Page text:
of the percentage limitations on charitable contribution deductions.

Business Deductions

Self-Employed Health Insurance Premiums: Self-employed individuals are allowed to claim 100% of the
amount paid during the taxable year for insurance that constitutes medical care for themselves, their
spouses and dependents as an above-the-line deduction, without regard to the 7.5% of AGI floor.

Equipment Purchases: If you are in business and purchase equipment, you may make a “Section 179 Elec-
tion,” which allows you to expense(i.e., currently deduct) otherwise depreciable business property. For
2009, thanks to Congressional legislation, you may elect to expense up to $250,000 of equipment costs
(with a phase-out for purchases in excess of $800,000) if the asset was placed in service during 2009. In
2010, these dollar amounts are reduced to $125,000 and $500,000(subject to inflation adjustments), so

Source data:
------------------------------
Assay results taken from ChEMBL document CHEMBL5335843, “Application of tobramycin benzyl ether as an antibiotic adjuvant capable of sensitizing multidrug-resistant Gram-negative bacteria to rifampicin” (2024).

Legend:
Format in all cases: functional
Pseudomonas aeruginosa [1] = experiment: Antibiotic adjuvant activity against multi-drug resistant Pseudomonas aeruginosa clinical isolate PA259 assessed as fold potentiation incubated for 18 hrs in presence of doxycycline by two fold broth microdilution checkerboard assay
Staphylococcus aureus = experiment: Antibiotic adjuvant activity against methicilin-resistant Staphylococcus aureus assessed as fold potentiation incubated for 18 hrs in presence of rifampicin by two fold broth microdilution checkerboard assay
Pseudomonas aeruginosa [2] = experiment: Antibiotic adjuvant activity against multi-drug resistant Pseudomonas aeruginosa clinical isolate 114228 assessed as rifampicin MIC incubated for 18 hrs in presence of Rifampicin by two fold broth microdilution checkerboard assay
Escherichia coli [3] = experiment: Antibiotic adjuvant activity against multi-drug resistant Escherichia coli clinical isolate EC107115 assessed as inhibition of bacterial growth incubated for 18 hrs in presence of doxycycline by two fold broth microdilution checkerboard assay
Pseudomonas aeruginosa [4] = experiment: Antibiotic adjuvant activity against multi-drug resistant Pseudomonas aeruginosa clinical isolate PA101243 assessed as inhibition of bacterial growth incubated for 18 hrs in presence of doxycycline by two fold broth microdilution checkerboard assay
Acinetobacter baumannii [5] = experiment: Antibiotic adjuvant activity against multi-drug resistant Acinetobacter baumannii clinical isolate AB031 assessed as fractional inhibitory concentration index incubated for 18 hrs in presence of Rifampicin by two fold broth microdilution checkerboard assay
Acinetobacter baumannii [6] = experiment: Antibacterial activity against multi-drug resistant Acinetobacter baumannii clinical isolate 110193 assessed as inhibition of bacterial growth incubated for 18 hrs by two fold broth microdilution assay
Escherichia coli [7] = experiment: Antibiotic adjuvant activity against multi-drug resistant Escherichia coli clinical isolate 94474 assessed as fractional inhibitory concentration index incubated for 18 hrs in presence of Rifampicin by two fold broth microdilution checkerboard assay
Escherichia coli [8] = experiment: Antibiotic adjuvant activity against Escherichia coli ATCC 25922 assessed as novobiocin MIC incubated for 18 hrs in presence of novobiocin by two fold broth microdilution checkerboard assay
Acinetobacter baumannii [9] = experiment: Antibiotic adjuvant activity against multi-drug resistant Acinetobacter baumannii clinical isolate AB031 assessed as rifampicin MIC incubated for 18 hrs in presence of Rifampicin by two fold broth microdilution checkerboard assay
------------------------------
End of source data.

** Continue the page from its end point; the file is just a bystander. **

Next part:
2009 is the year to put property into your business to take advantage of the increased dollar amounts.

In addition, careful timing of equipment purchases can result in favorable depreciation deductions in 2009.
In general, under the “half-year convention,” you may deduct six months worth of depreciation for equip-
ment that is placed in service on or before the last day of the tax year. (If more than 40% of the cost of all
personal property placed in service occurs during the last quarter of the year, however, a “mid-quarter
convention”applies, which lowers your depreciation deduction.) A popular strategy in recent years is to
purchase a vehicle for business purposes that exceeds the depreciation limits set by statute (i.e., a vehicle
rated over 6,000 pounds). Doing so would not subject the purchase to the statutory dollar limit, $2,960 for
2009; $3,060 in the case of vans and trucks (if the vehicle qualifies for the “50% bonus depreciation”in